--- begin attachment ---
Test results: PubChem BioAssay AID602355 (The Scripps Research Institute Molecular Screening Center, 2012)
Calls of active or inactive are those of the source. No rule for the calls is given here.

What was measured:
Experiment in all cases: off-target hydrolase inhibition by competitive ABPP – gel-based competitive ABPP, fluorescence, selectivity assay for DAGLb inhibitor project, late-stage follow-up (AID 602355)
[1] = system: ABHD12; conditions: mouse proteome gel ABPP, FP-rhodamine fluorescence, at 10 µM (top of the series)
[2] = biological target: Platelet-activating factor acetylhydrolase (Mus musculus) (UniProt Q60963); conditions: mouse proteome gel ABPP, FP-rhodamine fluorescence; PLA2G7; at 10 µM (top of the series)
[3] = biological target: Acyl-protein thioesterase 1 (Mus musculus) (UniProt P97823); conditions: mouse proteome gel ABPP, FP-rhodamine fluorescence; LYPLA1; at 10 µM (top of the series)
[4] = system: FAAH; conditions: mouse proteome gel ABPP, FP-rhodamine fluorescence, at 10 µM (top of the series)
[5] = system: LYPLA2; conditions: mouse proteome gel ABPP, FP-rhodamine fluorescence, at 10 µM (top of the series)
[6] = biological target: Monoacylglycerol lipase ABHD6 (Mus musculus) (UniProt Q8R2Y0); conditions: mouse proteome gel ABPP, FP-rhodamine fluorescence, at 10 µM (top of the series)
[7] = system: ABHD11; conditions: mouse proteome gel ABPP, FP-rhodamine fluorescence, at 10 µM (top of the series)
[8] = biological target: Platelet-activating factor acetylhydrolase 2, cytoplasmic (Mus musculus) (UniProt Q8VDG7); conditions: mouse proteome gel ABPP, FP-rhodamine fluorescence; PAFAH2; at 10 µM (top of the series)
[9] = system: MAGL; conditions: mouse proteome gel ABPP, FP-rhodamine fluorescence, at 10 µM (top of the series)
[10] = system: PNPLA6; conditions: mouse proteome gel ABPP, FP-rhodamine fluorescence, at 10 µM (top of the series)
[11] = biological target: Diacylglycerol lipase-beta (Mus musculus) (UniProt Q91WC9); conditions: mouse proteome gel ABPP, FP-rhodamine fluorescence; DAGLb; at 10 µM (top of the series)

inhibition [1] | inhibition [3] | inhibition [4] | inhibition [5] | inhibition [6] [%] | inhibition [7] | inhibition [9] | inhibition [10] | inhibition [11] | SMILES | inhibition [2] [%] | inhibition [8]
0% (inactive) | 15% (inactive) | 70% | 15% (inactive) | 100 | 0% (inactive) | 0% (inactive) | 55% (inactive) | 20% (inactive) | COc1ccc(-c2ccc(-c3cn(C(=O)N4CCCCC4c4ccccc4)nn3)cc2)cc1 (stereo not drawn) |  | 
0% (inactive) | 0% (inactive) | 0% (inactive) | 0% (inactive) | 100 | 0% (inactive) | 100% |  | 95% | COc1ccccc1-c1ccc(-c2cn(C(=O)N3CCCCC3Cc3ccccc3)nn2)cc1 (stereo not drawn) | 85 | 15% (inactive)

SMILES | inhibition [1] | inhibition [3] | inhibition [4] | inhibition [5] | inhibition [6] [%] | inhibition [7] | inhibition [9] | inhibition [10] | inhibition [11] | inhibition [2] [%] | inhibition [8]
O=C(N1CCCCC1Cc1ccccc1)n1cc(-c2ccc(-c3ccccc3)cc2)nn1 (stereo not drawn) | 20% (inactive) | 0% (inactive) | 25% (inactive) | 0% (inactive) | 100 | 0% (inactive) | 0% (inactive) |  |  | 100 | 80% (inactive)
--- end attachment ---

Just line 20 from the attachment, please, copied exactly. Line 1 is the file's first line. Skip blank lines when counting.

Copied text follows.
O=C(N1CCCCC1Cc1ccccc1)n1cc(-c2ccc(-c3ccccc3)cc2)nn1 (stereo not drawn) | 20% (inactive) | 0% (inactive) | 25% (inactive) | 0% (inactive) | 100 | 0% (inactive) | 0% (inactive) |  |  | 100 | 80% (inactive)